The assumption that working age Canadians receive health benefits through their employers is based on outdated beliefs about the labour market. Our study Low Wages, No Benefits showed that one-third of working Ontarians do not have employer-provided health benefits.
Among our findings:
• One-third of working Canadians do not receive employer-provided health benefits
• There are inequities in access to these benefits based on gender, age, earnings, and full-time/part-time employment status
• Even if people are working, the lower their earnings the less likely they are to receive employer-provided health benefit coverage
• Men are more likely to have employer-provided benefits than women
• Only one-quarter of workers aged 25 and under have employer-provided health benefits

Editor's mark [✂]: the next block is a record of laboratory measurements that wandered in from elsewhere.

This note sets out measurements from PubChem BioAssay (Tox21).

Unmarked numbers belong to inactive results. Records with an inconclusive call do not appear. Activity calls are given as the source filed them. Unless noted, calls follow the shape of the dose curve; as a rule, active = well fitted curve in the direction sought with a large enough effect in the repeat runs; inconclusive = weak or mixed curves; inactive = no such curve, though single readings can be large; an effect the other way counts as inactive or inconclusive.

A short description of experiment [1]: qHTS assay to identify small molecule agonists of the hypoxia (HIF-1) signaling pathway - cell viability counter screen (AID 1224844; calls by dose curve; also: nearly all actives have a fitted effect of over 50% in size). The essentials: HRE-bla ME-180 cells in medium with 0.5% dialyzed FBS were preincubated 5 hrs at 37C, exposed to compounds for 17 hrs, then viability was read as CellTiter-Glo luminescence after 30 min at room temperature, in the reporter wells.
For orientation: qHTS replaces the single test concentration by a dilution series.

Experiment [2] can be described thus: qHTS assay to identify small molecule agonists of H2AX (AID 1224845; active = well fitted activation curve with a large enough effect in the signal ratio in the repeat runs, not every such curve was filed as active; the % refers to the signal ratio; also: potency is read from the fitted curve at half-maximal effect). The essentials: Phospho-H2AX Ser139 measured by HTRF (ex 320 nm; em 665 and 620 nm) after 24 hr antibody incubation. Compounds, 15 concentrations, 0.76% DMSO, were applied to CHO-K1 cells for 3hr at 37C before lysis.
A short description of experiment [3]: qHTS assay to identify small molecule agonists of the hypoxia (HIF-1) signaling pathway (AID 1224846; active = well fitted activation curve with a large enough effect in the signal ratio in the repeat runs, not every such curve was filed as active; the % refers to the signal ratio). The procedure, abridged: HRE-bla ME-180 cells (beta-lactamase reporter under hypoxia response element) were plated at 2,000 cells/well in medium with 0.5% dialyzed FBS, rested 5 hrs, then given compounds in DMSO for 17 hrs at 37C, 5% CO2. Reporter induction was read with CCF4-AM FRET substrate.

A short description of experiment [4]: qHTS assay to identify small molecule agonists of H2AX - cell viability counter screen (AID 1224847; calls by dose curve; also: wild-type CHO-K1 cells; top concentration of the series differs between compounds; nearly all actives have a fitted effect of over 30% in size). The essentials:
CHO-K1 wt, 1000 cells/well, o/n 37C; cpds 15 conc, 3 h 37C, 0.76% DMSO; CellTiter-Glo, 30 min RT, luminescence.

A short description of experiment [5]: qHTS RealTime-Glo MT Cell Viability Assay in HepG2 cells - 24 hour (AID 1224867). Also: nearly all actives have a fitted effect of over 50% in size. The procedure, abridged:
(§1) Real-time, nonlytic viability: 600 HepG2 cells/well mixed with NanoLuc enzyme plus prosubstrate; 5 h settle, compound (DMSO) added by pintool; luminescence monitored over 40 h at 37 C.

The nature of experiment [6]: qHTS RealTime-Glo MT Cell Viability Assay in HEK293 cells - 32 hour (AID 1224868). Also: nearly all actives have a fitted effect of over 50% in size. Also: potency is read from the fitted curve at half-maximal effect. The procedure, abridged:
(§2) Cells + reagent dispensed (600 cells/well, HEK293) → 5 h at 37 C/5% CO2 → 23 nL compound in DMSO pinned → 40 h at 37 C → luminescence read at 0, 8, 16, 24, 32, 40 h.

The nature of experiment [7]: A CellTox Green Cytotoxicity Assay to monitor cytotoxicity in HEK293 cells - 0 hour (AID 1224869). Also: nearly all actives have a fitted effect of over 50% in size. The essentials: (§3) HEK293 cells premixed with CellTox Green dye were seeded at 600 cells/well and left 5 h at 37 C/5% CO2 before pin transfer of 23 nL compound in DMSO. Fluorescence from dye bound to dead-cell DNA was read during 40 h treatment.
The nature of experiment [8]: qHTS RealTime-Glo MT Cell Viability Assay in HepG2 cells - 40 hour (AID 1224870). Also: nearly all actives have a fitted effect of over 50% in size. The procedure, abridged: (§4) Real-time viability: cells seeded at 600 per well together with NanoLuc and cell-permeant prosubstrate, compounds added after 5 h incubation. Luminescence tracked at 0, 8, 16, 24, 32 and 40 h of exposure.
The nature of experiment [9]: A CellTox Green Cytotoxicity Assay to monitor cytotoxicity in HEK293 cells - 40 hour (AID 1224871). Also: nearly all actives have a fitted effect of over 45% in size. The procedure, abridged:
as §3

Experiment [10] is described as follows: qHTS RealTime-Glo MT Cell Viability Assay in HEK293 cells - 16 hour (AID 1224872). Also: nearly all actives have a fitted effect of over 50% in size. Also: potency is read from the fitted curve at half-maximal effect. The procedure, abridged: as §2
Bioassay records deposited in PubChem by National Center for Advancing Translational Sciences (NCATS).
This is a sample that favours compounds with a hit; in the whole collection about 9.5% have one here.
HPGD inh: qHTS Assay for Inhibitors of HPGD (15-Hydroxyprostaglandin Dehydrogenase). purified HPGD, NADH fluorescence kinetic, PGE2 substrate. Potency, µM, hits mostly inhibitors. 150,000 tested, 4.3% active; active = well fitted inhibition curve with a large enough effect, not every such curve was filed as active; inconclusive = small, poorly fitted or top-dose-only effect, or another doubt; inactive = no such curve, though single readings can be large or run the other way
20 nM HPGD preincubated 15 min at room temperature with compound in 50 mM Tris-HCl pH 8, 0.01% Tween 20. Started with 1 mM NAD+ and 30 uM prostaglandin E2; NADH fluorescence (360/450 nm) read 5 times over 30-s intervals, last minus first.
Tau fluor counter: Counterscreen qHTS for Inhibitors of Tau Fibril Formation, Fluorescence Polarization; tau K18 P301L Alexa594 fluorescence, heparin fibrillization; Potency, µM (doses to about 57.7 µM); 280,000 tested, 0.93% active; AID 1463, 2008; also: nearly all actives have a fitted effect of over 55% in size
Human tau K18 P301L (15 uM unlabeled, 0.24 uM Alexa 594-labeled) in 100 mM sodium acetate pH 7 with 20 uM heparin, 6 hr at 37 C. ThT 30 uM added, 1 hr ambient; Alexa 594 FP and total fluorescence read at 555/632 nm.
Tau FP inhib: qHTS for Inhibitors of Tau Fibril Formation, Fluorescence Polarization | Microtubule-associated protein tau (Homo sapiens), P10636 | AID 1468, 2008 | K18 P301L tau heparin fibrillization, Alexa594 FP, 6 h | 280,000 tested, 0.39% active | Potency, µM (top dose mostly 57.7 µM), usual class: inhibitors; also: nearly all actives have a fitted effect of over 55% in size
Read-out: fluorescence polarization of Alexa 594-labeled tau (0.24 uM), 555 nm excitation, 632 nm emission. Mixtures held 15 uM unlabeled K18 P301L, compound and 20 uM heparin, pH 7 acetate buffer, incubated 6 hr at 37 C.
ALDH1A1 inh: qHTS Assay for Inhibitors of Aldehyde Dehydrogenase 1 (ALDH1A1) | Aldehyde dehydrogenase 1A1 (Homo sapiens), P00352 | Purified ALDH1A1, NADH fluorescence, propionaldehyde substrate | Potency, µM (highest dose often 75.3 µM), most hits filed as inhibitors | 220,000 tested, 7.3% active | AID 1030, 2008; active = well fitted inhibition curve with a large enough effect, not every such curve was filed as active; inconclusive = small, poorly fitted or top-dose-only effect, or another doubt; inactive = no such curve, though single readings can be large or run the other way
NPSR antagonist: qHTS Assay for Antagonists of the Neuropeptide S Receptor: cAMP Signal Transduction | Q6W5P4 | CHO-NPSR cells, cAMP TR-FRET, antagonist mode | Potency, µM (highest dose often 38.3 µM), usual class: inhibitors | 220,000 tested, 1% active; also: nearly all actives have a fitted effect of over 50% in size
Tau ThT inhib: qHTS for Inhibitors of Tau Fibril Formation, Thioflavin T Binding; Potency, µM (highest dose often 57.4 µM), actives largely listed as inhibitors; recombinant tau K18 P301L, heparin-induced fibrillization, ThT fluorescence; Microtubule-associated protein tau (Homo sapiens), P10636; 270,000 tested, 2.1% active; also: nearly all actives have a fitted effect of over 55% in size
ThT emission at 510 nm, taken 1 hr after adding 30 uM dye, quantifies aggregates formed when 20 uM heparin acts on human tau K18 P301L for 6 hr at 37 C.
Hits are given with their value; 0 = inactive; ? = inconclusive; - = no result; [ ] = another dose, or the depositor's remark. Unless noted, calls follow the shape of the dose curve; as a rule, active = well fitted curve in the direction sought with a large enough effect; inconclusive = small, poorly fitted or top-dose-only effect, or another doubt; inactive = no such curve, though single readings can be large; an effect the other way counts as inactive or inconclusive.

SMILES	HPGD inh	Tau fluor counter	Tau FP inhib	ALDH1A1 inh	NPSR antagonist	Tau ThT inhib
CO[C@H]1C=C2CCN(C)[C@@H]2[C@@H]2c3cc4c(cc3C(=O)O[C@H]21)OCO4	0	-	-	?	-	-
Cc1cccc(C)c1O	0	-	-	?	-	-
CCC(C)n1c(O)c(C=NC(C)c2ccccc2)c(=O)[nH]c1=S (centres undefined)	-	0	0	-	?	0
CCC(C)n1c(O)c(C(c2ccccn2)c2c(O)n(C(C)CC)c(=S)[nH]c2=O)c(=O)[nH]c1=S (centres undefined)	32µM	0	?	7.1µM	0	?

• Only one-quarter of part-time workers have employer-provided health benefits
• Canada is the only country that has a universal health care system that excludes prescription drugs. The federal government should create a national PharmaCare program.
Providing health care is essential but it’s only half the job. The only way to ensure access, equity and quality in prescription drug coverage in Canada is to follow the lead of every other country with a universal health care system and incorporate prescription drugs into the Canada Health Act.